It's not our morality that is most important, but our awareness of being united to God's Divine Life, regardless of the mistakes that we make. The more aware we are of our Divine Union, the more moral we will become, and not the other way around!

We are, all of us, broken and wounded, and the Lord desires to love us into healing, wholeness, restoration, joy, love and fullness of life!

And as the Church, we don’t judge anyone. As we recognize the garbage in our own lives, and our need for lifelong healing and conversion, the Holy Spirit convicts us, and changes us.

Therefore as the Church, We stand with one another, in the presence of our Lord, to help each other up when we fall, when we are broken, when we are hurting, when we are confused.

That is what I give thanks for today.

Wednesday, 3 October 2012

Who do you follow?

These days, asking someone who they follow, the first thing they may think of is Twitter or Facebook!

The truth is that we all "follow" someone. There are people in our lives whom we look to encourage us, inspire us, to model our lives after. That could be someone we know personally, someone of influence in society, someone of interest in history.

Abraham Lincoln is a national leader who inspires me because of his commitment to freedom and equality for all people. Nelson Mandela inspires me because of his ability to overcome adversity and change a nation. My wife is someone whom I look up to and inspires me in how we live together as a family. Bobby Orr is my hockey hero that I look up to. Max, my dog, inspires me to play and have fun.

But of all the ones that I look up to, it is Jesus who is the most important Person that I follow.

The Church historically has done injustice to what it means to follow Jesus. Following Jesus is not about the moral do's and don'ts. Following Jesus is about a deepening awareness of our absolute Oneness with Divine Life. Morality needs to be consequent to a deepening and maturing inner life. That is what Jesus reveals to us.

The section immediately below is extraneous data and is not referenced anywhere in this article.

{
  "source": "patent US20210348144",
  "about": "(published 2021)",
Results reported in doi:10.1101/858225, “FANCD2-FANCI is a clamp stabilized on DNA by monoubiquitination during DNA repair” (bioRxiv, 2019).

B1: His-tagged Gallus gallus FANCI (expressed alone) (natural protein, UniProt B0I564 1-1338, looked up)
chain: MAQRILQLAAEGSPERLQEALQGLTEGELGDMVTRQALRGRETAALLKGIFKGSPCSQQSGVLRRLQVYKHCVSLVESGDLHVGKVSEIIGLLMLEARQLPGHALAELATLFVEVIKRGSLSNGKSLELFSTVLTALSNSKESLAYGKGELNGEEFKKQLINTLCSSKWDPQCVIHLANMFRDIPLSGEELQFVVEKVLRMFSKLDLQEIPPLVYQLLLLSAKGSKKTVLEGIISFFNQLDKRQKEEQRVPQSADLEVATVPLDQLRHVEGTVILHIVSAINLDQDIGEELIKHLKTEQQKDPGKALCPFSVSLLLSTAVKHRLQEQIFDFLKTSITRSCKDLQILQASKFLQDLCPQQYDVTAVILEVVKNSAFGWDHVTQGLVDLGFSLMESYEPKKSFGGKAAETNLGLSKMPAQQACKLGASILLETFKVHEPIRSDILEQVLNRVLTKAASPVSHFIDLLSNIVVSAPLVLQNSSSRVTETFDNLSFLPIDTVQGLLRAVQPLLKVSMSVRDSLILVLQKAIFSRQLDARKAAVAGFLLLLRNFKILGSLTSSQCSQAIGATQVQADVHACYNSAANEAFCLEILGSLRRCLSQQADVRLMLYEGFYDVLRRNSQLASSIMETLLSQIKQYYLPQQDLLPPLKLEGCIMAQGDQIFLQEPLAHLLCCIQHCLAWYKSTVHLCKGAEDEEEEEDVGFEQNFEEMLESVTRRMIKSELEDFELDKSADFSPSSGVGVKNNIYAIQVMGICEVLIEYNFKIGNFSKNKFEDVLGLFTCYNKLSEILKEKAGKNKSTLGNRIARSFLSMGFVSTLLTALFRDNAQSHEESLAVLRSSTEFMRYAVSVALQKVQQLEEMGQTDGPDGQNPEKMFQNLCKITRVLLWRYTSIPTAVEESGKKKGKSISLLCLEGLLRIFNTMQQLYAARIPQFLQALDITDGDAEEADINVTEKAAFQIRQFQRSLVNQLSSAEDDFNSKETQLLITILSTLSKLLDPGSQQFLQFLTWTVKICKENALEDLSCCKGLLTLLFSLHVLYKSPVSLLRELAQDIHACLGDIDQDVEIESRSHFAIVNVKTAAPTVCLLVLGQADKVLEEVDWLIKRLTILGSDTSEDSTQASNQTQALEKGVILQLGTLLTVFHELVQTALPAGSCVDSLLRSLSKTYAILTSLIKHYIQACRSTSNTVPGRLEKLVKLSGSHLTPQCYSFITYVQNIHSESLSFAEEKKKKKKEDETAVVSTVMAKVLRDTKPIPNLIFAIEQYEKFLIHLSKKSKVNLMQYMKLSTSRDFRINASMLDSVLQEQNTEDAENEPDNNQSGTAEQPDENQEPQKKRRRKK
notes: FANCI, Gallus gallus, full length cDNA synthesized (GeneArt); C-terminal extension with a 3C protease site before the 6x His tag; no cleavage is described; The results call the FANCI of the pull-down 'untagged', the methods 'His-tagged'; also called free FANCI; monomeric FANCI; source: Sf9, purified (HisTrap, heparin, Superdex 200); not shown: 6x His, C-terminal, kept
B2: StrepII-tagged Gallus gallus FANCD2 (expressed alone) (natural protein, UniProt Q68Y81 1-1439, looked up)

Because of the Cross of Jesus, I can know and experience forgiveness in my life.
Because of Jesus, I can know non-judgemental compassion toward all people.
Because of Jesus, I can know the power of Divine Love, the Holy Spirit, to reconcile and unite.

As I follow Jesus, I learn to travel within my heart and mind. I learn to know the silence and stillness at the very center of my existence. It is in this Holy Silence, this Holy Ground, that I know that I am one with God, and one with you. It is out of this sacred place that we can support one another in our struggles, respect our differences, celebrate our sameness.

As I follow Jesus, I know a peace that no one else can give.

Who do you follow?

As Jesus and his disciples were proceeding on their journey, someone said to him, “I will follow you wherever you go.” Jesus answered him, “Foxes have dens and birds of the sky have nests, but the Son of Man has nowhere to rest his head.” And to another he said, “Follow me.” But he replied, “Lord, let me go first and bury my father.” But he answered him, “Let the dead bury their dead. But you, go and proclaim the Kingdom of God.” And another said, “I will follow you, Lord, but first let me say farewell to my family at home.” Jesus answered him, “No one who sets a hand to the plow and looks to what was left behind is fit for the Kingdom of God.”